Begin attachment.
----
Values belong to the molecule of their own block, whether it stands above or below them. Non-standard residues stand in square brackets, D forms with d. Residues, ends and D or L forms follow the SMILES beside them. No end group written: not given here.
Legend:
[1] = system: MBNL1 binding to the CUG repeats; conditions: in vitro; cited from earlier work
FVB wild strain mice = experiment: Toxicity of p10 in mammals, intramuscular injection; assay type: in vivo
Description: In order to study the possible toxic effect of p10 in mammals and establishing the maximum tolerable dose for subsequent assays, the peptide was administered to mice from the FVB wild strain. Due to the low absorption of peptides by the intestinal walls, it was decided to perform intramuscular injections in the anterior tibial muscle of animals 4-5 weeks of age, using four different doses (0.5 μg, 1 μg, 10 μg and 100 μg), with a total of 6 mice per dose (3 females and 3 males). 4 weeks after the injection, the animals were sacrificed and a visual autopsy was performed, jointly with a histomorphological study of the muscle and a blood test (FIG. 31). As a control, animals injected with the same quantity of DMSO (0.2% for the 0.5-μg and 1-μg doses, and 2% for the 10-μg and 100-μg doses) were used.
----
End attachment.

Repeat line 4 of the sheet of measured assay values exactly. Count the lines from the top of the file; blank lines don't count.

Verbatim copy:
FVB wild strain mice = experiment: Toxicity of p10 in mammals, intramuscular injection; assay type: in vivo